Page last updated at 05:14 GMT, Thursday, 19 June 2008 06:14 UK

Bank governor offers bleak view

Mervyn King on take-home pay

The UK faces its "most difficult economic challenge for two decades", the Bank of England governor has said.

Mervyn King was speaking at the Mansion House dinner and made it clear that inflation was set to rise, while growth and house prices were likely to fall.

Mr King also warned that real take-home pay would stagnate, making life difficult for some families.

His words came as Chancellor Alistair Darling said the Bank would have new powers over UK financial stability.

This would be in addition to its objective of setting interest rates, he told the annual dinner of business leaders.

It has also emerged that Sir John Gieve is to stand down early as Deputy Governor of the Bank of England.

'Not an easy time'

Mr King said that the Bank had the "right framework" to make sure inflation returned to the government's 2% target and that economic growth recovered.

He said the Bank's rate-setting Monetary Policy Committee (MPC) was "prepared to take whatever action is needed" to bring inflation down.

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The BBC's economics editor Hugh Pym said that this meant "in other words, interest rate rises couldn't be ruled out".

But Mr King added that no monetary policy could prevent the current effects of rising food and energy prices on living standards.

Neither could interest rate cuts coax banks, which are currently re-evaluating risk and keeping a tight grasp on their balance sheet, to be more generous in their lending to house buyers.

And he warned that higher living costs were likely to restrain consumer spending to a far greater extent than tighter lending conditions as a result of the credit crisis.

"It will not be an easy time, and I know that some families will find it particularly difficult," he warned.

These predictions were echoed by Adrian Coles, of the Building Societies' Association.

He said it would be "the first time in about 10 or 12 years that we've had no increase in real pay", prompting him to conclude that "people are really going to notice a difference in the economic environment".

Mr King also warned that "the era of cheap mortgage finance that underpinned the housing market in 2006, and the first half of 2007, is over".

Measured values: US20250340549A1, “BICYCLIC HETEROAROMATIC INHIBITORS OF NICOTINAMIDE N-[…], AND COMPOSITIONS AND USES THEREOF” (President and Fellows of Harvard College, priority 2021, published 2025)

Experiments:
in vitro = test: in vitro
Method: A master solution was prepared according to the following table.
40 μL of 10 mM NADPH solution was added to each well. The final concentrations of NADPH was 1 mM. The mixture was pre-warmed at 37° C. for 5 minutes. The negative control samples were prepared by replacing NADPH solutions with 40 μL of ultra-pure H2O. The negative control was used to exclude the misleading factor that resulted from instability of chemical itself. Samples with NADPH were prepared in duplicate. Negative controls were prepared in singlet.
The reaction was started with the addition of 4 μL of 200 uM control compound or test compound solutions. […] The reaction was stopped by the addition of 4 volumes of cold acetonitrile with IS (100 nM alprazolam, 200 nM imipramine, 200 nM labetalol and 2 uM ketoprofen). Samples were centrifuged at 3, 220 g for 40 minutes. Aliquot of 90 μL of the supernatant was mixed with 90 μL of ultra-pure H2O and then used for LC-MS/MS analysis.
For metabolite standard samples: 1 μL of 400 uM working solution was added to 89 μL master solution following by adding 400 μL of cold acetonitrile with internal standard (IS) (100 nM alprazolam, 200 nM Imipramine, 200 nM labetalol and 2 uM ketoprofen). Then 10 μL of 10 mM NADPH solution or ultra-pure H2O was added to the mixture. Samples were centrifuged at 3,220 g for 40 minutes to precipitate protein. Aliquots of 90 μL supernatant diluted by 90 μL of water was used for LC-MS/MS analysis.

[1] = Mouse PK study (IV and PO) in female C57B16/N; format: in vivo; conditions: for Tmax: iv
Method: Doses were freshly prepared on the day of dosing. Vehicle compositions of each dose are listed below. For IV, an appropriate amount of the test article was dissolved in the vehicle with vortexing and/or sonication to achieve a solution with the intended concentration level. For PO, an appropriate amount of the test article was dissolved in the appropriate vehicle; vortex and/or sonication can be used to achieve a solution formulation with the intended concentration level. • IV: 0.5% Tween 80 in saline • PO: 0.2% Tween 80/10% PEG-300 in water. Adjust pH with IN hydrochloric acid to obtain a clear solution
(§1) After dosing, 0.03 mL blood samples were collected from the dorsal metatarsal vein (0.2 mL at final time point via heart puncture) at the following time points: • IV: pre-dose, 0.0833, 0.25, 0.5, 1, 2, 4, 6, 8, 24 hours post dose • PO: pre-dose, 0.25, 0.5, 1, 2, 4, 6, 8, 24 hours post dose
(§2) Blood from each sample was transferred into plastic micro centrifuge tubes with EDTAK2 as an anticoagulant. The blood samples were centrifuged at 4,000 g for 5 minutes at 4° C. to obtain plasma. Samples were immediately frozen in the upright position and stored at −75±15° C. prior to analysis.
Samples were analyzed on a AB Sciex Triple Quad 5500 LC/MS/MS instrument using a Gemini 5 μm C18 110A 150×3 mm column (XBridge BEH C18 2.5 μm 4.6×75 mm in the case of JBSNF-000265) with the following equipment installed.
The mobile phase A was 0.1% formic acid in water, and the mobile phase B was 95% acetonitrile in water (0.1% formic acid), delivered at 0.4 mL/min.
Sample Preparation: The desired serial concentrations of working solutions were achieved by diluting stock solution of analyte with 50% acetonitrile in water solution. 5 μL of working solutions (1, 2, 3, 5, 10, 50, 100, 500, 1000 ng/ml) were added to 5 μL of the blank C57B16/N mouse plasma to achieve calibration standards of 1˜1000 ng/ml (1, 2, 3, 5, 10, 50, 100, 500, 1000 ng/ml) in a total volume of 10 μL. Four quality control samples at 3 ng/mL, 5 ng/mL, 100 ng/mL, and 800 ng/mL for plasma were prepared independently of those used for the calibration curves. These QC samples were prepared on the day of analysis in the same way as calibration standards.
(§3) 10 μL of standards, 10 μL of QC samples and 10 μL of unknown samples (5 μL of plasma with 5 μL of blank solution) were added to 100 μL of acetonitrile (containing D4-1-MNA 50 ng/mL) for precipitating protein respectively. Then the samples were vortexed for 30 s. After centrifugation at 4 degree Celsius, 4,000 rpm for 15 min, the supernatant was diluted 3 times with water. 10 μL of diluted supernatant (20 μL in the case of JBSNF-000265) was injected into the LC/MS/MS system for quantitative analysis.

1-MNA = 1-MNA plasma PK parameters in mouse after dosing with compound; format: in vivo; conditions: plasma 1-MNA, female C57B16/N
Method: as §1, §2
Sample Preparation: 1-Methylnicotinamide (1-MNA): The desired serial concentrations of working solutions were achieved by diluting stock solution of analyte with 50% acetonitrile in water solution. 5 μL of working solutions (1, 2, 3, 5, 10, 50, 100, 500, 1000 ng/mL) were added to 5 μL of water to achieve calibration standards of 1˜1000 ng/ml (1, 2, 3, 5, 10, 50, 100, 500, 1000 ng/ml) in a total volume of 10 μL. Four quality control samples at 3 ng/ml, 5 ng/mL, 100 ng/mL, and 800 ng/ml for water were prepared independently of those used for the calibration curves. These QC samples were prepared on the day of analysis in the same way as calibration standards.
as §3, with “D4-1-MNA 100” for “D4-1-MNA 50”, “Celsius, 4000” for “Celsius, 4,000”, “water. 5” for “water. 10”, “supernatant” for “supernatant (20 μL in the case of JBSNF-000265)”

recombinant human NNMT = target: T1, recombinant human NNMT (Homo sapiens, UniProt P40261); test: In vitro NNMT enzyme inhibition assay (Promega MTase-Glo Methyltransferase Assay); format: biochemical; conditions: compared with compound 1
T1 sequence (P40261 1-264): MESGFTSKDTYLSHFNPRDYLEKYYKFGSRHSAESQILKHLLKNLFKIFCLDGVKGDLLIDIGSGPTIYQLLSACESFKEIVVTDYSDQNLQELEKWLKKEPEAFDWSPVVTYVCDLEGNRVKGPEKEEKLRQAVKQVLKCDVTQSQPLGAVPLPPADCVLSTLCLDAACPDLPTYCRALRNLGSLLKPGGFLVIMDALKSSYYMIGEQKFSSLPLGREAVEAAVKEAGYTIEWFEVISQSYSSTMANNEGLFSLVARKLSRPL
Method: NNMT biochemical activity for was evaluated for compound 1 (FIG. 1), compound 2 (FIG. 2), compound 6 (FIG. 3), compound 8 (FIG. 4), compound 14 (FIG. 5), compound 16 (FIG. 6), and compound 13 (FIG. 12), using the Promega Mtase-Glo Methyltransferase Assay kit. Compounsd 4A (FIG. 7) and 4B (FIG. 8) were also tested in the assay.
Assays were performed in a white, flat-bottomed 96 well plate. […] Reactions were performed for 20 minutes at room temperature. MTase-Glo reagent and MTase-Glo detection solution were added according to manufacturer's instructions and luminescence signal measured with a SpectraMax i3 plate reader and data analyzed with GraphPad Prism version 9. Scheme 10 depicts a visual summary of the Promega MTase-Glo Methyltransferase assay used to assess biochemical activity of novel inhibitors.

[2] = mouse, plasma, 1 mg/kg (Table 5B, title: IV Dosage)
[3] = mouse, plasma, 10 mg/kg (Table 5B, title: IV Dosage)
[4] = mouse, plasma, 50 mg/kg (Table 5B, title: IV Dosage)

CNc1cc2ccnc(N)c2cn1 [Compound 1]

'Act decisively'

In his first speech to the annual dinner, the chancellor emphasised the need to tackle inflation, although he pointed out that the current rate of 3.3% "remains low" compared to the 1970s "when it reached over 26%".

Mr Darling said the new powers given to the Bank would see a new Financial Stability Committee set up to guide the Bank's operations in this field.

"It will bring valuable, external expertise with City experience to bear on the Bank's decision-making," he said.

"The challenge for us is to ensure that the authorities can act quickly and decisively where necessary to support financial institutions," Mr Darling added.

Alistair Darling talks about the Bank's new remit

He intimated that the proposals would clarify and enhance the powers of the Bank of England and the UK financial watchdog, the Financial Services Authority, in addition to improving co-ordination between the regulators.

More details will come in a letter to the Treasury Select Committee chairman John McFall on Thursday.

Mr Darling's stance was upbeat, arguing that the UK would continue to grow despite "global difficulties".

He said: "Independent forecasters expect UK inflation to fall back next year.

"Employment is at a record high. Many order books are full. British business is competing and winning all over the world. Our economy is flexible and resilient."

Pay deals

As part of his strategy to tackle consumer inflation, Mr Darling again called for pay restraint in both the private and public sector.

Shadow chancellor George Osborne told the BBC he was against reopening public sector pay deals and was in favour of wage restraint.

"What the government should be doing is stopping the tax rises that are adding to the cost of living," he said.

Meanwhile, shadow chief secretary to the Treasury Philip Hammond called the chancellor's speech a "missed opportunity".

"What Britain needed from the Mansion House speech was a display of economic leadership. Instead all we got were rehashed announcements and no new ideas," he said.


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